The first attempt was unsuccessful. The Bailey trail remained elusive. And yet, whatever little was seen of Arunachal Pradesh during the first attempt only strengthened the resolve to be back here soon. The promising views of the forests – countless tall treetops with outstretched arms floating between the clouds, a seemingly unending chain of mountains, with lush green sides and mystical snow-clad peaks, that peeked through the dark clouds every now and then – there was something different about the Himalayas here that beckoned strongly.
So, having a week in hand after completing the Goechala trek, I decided to head back to Arunachal and complete the unfinished Bailey trail. Bidding adieu to friends in Yuksom, I forced myself to get back to sultry, humid Siliguri. Fortunately, a waitlisted ticket purchased that very morning on the Kanchenjunga express resulted in a confirmed berth by the afternoon train. A swift overnight journey by train, and I was in Guwahati, ready to head onward to Tezpur.
Heavy downpours and a flash strike of bus operators caught me unawares, threatening to end my attempt at the Bailey trail once again. It took some negotiations with drivers gathered near the ticket counter before a bunch of us boarded a traveller and managed to get started.
Tezpur – a quiet yet bustling town surprised me with the all the amenities it had to offer including a well equipped market wherein all supplies for the trek could be purchased. Tinned food, however, was difficult to procure. In an emergency, Supplies could be procured from Dirang too, although some provisions were priced higher there.
The Bailey trail trek can be started from a number of small settlements located near the tourist spot of Dirang on the Tezpur-Tawang highway. While most Bailey trek references on the internet indicate Chander as the starting point, the trek can also be started from Thembang, Pangma or Phudung. Over the last few years, all of these settlements – and Panchavati have become accessible by road, though public transport options to reach these hamlets are still limited and expensive.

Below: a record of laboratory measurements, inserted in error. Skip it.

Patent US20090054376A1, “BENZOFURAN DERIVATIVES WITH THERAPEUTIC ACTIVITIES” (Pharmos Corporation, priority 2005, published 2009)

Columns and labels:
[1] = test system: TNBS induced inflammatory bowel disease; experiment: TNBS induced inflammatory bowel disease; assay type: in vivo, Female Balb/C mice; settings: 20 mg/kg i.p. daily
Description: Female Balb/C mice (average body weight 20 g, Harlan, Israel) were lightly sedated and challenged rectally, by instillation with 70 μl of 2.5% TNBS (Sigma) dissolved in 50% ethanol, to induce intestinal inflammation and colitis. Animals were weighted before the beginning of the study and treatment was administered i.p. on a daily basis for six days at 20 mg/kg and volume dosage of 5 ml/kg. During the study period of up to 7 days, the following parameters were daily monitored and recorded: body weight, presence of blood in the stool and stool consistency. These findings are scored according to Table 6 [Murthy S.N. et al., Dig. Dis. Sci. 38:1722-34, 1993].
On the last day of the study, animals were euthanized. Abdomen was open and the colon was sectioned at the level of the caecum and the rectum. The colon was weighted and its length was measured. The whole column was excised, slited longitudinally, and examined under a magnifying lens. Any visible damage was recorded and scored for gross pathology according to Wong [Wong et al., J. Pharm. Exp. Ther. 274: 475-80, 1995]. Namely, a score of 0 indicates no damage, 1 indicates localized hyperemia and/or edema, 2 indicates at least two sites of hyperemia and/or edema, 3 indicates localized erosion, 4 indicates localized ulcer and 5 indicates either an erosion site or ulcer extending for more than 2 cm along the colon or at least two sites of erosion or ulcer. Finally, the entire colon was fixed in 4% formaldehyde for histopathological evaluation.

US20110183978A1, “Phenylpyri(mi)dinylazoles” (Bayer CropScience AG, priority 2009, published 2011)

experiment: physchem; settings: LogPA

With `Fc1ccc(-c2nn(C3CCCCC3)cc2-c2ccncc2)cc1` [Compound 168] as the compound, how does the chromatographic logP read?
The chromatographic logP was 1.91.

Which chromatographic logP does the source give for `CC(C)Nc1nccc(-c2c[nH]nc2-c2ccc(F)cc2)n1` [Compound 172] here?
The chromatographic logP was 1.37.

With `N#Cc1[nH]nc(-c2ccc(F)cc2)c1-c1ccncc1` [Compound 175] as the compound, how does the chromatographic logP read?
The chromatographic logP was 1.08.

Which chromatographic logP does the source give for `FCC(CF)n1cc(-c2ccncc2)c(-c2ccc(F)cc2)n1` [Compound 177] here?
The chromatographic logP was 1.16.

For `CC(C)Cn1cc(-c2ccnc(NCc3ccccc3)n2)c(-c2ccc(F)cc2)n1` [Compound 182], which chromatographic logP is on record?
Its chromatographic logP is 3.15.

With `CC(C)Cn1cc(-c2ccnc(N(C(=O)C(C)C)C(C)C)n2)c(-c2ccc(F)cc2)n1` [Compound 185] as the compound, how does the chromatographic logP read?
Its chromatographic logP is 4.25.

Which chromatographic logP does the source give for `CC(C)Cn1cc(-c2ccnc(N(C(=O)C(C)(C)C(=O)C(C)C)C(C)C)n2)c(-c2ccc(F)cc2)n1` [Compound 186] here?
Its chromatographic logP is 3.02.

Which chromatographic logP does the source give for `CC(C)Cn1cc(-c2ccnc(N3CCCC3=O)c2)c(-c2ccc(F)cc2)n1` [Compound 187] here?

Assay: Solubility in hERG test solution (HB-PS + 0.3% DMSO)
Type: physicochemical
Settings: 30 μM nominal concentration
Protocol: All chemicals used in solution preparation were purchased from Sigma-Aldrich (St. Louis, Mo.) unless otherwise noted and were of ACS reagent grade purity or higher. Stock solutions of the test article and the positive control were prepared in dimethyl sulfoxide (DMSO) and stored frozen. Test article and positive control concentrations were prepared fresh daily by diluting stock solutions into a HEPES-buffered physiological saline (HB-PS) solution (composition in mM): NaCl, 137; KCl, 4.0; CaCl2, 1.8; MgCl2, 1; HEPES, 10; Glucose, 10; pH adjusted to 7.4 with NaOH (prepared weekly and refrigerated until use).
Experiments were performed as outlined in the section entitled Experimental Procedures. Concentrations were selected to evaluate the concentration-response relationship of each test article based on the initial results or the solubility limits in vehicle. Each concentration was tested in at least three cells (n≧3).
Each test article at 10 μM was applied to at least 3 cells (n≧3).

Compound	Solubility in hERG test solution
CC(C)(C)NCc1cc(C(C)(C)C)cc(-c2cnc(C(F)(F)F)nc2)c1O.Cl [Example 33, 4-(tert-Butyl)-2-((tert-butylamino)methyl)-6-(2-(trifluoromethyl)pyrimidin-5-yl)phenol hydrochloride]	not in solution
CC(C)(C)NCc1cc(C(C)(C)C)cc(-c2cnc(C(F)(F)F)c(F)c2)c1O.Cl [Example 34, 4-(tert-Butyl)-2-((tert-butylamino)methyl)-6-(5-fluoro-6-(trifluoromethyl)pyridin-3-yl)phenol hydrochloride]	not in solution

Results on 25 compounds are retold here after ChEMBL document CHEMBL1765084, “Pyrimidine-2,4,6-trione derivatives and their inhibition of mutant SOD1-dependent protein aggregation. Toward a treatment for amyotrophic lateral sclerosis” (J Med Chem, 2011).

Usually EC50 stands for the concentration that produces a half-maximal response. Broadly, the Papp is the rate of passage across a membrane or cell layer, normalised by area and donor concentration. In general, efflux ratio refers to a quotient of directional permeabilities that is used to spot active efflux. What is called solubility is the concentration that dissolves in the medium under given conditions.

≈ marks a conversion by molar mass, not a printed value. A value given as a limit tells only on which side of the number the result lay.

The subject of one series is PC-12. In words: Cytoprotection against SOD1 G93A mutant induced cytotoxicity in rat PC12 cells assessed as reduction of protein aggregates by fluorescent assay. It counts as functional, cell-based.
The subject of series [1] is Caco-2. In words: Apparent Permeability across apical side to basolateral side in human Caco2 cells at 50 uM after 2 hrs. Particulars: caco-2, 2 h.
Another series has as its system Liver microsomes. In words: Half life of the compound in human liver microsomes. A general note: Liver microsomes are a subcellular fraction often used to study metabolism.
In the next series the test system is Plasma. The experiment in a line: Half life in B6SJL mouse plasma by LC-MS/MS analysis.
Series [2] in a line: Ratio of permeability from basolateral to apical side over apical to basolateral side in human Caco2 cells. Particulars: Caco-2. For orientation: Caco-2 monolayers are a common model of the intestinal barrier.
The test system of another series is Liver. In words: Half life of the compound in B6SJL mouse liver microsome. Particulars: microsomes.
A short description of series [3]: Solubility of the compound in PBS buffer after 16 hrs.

Chander, though providing the easiest approach to Thungri (camping spot for day 1 of the trek), is about 25 kms uphill from Dirang, and would involve paying a sizeable amount as taxi fare. Additionally, Chander is very cold as it is situated atop an exposed ridge, and none of the households can boast of a formal toilet setup
A summary of the Bailey trail trek, day-wise itinerary and travel up to Phudung, from where the trek started:
Trek start point: Phudung, near Dirang
Trek end point: Jung, about 30 kms from Tawang (Thimbu Hydel is where the trek actually ends and a road connects to Jung. You can hitchhike your way from here up to Jung)
How to reach Dirang:
Nearest airport: Guwahati
Nearest railhead: Guwahati (Bhalukpong actually, but not sure if train services are active to this station)
From Guwahati, it is a 4-5 hour drive to Tezpur. ASTC buses and private mini-buses / Tempo Travellers ply from the New Paltan Bazar taxi stand regularly.
From Tezpur, it is a 7-8 hour drive to Dirang. Shared taxis (Tata Sumo) are available, cost INR 500 per person, at fixed timings from the ASTC bus stand in Tezpur. Private taxis available just outside the bus stand as well.
From Dirang, a 30 minute drive takes you to Phudung, the last of the villages on this road. Private taxis (small cars like Maruti Suzuki / Alto) are available for INR 400-600 from the taxi stand near the Government Rest House, a few minutes’ walk down from Dirang’s main bazaar.
Trek route: Phudung – Thungri – Khudumbara – Chang La – Poshing La – Pangi La – Potok – Nyang – Tse La – Lap – Lurthim – Mago – Thimbu Hydel – New Melling – Jung
Day 1: Guwahati to Tezpur and completion of ILP formalities
Day 2: Drive from Tezpur to Dirang